By Caroline Skydemore, Unimenta Operations Manager
I’ve been lucky enough to have worked with Emma Sue for 4 years now. I have sent out newsletters and published blog posts on the topic of mindfulness, sought out resources and videos on the importance of being “in the moment”: I have even had the privilege of attending one of her workshops and learning first hand how to find a moment’s mindfulness. But I still need to remind myself to do this. I still need to quash that voice in my head that tells me I don’t have TIME to be mindful; I can’t waste a minute of my time on ME; I can’t afford to take a few precious moments for myself.
Lately we have had things a little tougher than usual. We are currently working through a bereavement that was entirely unexpected and has knocked us all for six. The knock-on effect has been one of total exhaustion, with late nights, early mornings, phone calls in the early hours – all the usual trappings of a family departure – and even fewer free moments in my day than usual. But I have also needed those moments of mindfulness more than ever. Here’s where I have found them:
Hanging out the laundry
I usually do this first thing, before my husband leaves for work and the rest of the family begin our home-school day. I ask him to stay with the kids so it’s just me and the morning sun. Our backgarden is turfed over an old Roman road, making it impossible to put a full-size airer into the ground, so we have a very small, free-standing airer that is actually designed to go camping! For this reason, I have to be rather methodical in my approach to laundry-hanging, simply to hang a family of five’s laundry in such a limited space! This is my favourite mindful moment of the day and honestly sets me up for what lies ahead…
Watering the plants
We grow a lot of our own fruit and vegetables, but that means that they need looking after, particularly in light of this amazing summer we have been enjoying. I usually water the plants late evening, after we have eaten, washed up, got the kids ready for bed, and usually while my husband is reading them a bedtime story. Sometimes I use the hose, but most days I fill the watering cans from our water butts. The slow-flowing water trickles into the cans, forcing me to slow down – something I often need after a full-pelt day with 3 kids under six. In this hot weather, each pot and basket needs most of a can, and needs to be fed slowly to ensure the water soaks into the dry soil. It can only be done slowly, gently, and with care.
Feeding my son
I still breastfeed my 15 month old son twice a day – when he wakes in the morning and before bed. It is known and understood now that children thrive, both physically and emotionally, when breastfed for the first 2 years of life, and I’m incredibly lucky that my lifestyle enables me to follow WHO guidelines on this point. We had a very tough start to feeding, and it took MONTHS of work and pain to correct his latch. But I am now at a point that I can relax and let him get on with it. Often I find I am multitasking while feeding him – drinking a much-needed cup of tea, answering whatsapp messages, checking in on our facebook group, doing the weekly shop online, breaking up arguments between the twins or cajoling them into cleaning their teeth before bed… the list goes on. But when I remember, when the twins are sitting reading (or already in bed), when the shopping has been ordered or I’ve forgotten to place my phone within easy reach, then I stop and enjoy the moment. I match my breathing to his, stroke circles or patterns on his arm or back, look into those peaceful blue eyes and note the frequency of his swallowing. Those moments are ours and ours alone, and so limited – I often wish I could hold onto them forever.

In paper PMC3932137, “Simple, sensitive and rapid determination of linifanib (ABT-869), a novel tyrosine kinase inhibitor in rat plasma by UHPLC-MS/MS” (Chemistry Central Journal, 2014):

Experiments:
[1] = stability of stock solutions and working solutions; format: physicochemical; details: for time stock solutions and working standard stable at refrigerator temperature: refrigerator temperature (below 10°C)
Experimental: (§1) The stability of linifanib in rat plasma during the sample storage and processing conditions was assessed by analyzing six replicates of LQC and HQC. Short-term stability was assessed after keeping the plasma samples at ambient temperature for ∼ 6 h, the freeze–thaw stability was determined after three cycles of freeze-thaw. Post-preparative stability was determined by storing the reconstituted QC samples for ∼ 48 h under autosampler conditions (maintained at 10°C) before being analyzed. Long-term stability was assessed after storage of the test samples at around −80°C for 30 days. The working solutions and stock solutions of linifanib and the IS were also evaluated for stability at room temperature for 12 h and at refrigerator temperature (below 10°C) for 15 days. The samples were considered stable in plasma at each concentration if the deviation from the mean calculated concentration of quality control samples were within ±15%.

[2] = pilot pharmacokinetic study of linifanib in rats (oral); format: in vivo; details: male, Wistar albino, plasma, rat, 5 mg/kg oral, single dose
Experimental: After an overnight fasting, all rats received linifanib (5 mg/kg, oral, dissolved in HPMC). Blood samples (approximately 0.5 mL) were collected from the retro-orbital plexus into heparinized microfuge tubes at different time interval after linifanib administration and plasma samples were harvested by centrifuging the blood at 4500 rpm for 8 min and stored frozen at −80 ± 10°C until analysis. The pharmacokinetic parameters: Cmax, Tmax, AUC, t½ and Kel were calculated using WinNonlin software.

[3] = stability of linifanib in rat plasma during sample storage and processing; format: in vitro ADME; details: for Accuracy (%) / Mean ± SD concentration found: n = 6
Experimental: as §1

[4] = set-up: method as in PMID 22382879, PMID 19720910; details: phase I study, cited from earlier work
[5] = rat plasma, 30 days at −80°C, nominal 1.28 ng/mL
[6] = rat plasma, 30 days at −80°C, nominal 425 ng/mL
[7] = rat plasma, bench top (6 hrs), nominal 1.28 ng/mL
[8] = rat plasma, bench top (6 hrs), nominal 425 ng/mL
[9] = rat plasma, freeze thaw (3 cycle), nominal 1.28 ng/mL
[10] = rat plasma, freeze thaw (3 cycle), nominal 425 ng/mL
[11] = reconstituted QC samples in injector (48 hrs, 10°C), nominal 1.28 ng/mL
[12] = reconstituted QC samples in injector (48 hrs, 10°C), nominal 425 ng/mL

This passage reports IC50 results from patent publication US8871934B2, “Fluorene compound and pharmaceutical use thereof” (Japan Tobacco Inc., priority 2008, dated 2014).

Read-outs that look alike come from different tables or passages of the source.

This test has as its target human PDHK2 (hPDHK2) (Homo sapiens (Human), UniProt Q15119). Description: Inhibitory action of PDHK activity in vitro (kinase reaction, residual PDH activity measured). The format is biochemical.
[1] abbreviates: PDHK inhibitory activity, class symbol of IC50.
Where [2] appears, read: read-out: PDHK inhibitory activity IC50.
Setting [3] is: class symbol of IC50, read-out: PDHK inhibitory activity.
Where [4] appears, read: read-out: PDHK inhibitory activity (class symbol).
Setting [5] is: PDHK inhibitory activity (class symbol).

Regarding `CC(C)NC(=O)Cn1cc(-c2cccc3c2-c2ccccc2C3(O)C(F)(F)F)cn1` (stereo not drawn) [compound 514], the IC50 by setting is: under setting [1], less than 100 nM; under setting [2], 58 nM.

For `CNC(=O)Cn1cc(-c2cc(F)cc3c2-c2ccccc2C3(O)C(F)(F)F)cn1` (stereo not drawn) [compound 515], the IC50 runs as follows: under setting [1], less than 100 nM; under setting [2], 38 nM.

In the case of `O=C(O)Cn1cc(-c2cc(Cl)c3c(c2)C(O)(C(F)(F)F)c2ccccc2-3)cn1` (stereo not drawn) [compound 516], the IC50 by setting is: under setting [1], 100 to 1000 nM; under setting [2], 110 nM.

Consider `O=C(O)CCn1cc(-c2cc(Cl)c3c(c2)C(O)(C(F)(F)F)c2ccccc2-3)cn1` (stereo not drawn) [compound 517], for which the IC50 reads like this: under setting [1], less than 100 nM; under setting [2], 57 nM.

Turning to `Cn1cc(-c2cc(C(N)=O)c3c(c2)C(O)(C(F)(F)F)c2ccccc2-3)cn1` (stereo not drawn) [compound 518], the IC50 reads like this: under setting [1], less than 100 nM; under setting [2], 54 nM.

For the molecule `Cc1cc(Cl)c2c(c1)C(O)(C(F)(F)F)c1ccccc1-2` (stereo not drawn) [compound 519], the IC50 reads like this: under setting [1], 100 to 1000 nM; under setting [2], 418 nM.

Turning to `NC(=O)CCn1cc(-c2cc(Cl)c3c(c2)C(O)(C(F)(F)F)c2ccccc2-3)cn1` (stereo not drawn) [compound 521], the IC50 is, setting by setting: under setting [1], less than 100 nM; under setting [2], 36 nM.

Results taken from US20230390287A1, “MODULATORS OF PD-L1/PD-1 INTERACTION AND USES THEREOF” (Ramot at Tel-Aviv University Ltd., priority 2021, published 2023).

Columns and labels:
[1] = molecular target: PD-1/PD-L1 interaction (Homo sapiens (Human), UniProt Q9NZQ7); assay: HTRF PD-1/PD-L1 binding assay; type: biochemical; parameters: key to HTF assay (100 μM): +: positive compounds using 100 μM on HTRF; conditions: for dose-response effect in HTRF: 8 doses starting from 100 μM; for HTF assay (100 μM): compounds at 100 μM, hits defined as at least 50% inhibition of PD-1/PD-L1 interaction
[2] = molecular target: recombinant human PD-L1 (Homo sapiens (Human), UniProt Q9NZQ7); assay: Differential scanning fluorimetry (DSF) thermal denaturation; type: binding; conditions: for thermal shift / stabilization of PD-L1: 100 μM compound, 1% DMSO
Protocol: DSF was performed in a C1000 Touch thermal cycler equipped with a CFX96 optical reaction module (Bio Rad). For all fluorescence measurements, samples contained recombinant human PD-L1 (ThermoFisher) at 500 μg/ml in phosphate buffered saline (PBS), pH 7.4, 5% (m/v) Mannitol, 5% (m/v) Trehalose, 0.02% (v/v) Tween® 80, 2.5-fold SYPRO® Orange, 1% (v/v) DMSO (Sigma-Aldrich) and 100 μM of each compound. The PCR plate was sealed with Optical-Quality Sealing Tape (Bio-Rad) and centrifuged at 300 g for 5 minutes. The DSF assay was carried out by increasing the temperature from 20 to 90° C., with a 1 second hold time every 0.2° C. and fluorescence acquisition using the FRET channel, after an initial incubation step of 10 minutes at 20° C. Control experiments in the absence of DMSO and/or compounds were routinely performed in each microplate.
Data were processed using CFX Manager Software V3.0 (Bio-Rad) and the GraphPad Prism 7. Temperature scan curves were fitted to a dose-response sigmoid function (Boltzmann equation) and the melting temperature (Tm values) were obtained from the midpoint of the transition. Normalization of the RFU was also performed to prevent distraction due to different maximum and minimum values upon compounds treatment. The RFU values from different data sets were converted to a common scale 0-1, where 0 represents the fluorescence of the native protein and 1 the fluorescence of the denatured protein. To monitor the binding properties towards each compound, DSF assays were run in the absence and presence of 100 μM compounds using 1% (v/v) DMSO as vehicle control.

During an MRI!
Last Friday I had to have an MRI. Never having had one before I had no idea what to expect, but boy, those things are loud – and long!! Shortly into the scan, once the initial instructions regarding breathing were out of the way, I realised that the best way to stay still as required, far from keeping myself tense and rigid, was in fact to concentrate on my breathing and relax. I spent a good 30 minutes in there, and came out feeling peaceful and calm. I’m not sure many people enjoy MRIs as such, but thanks to mindfulness I was able to take a potentially scary moment out of its wider context and make something good of that moment. Thanks to mindfulness, I was able to walk out of the hospital with a smile, ready to face the rest of the day.
We are experiencing a surge in mindfulness awareness at the moment. And never did we need it more! This webinar explores what being mindful and present really mean and how you can bring simply and quick mindfulness techniques into your every day. As a result you’ll be more productive, calmer and happier.